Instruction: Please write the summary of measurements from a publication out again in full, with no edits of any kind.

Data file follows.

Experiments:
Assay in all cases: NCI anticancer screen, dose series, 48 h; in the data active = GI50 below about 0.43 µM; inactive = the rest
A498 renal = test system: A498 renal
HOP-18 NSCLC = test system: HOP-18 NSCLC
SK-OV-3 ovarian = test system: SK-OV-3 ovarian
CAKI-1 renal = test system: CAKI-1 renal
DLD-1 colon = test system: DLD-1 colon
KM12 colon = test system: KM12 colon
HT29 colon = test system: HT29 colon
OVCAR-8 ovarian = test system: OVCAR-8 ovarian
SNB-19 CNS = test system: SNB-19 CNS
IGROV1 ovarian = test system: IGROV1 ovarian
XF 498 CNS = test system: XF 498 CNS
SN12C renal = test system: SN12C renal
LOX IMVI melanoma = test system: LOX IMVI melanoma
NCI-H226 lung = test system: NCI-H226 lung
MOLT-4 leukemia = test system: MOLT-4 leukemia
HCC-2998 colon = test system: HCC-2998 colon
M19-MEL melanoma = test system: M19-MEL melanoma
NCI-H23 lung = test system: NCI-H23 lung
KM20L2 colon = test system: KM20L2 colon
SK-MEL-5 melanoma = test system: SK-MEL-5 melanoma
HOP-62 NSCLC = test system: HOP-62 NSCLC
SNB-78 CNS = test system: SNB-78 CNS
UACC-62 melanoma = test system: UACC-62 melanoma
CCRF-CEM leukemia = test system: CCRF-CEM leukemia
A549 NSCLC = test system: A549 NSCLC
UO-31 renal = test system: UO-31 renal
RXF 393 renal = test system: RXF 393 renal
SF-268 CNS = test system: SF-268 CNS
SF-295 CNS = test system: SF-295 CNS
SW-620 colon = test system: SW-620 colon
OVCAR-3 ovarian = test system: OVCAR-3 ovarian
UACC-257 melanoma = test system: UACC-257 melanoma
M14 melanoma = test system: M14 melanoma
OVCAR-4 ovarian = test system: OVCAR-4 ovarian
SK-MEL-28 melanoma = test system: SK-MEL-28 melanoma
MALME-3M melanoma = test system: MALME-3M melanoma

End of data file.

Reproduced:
Experiments:
Assay in all cases: NCI anticancer screen, dose series, 48 h; in the data active = GI50 below about 0.43 µM; inactive = the rest
A498 renal = test system: A498 renal
HOP-18 NSCLC = test system: HOP-18 NSCLC
SK-OV-3 ovarian = test system: SK-OV-3 ovarian
CAKI-1 renal = test system: CAKI-1 renal
DLD-1 colon = test system: DLD-1 colon
KM12 colon = test system: KM12 colon
HT29 colon = test system: HT29 colon
OVCAR-8 ovarian = test system: OVCAR-8 ovarian
SNB-19 CNS = test system: SNB-19 CNS
IGROV1 ovarian = test system: IGROV1 ovarian
XF 498 CNS = test system: XF 498 CNS
SN12C renal = test system: SN12C renal
LOX IMVI melanoma = test system: LOX IMVI melanoma
NCI-H226 lung = test system: NCI-H226 lung
MOLT-4 leukemia = test system: MOLT-4 leukemia
HCC-2998 colon = test system: HCC-2998 colon
M19-MEL melanoma = test system: M19-MEL melanoma
NCI-H23 lung = test system: NCI-H23 lung
KM20L2 colon = test system: KM20L2 colon
SK-MEL-5 melanoma = test system: SK-MEL-5 melanoma
HOP-62 NSCLC = test system: HOP-62 NSCLC
SNB-78 CNS = test system: SNB-78 CNS
UACC-62 melanoma = test system: UACC-62 melanoma
CCRF-CEM leukemia = test system: CCRF-CEM leukemia
A549 NSCLC = test system: A549 NSCLC
UO-31 renal = test system: UO-31 renal
RXF 393 renal = test system: RXF 393 renal
SF-268 CNS = test system: SF-268 CNS
SF-295 CNS = test system: SF-295 CNS
SW-620 colon = test system: SW-620 colon
OVCAR-3 ovarian = test system: OVCAR-3 ovarian
UACC-257 melanoma = test system: UACC-257 melanoma
M14 melanoma = test system: M14 melanoma
OVCAR-4 ovarian = test system: OVCAR-4 ovarian
SK-MEL-28 melanoma = test system: SK-MEL-28 melanoma
MALME-3M melanoma = test system: MALME-3M melanoma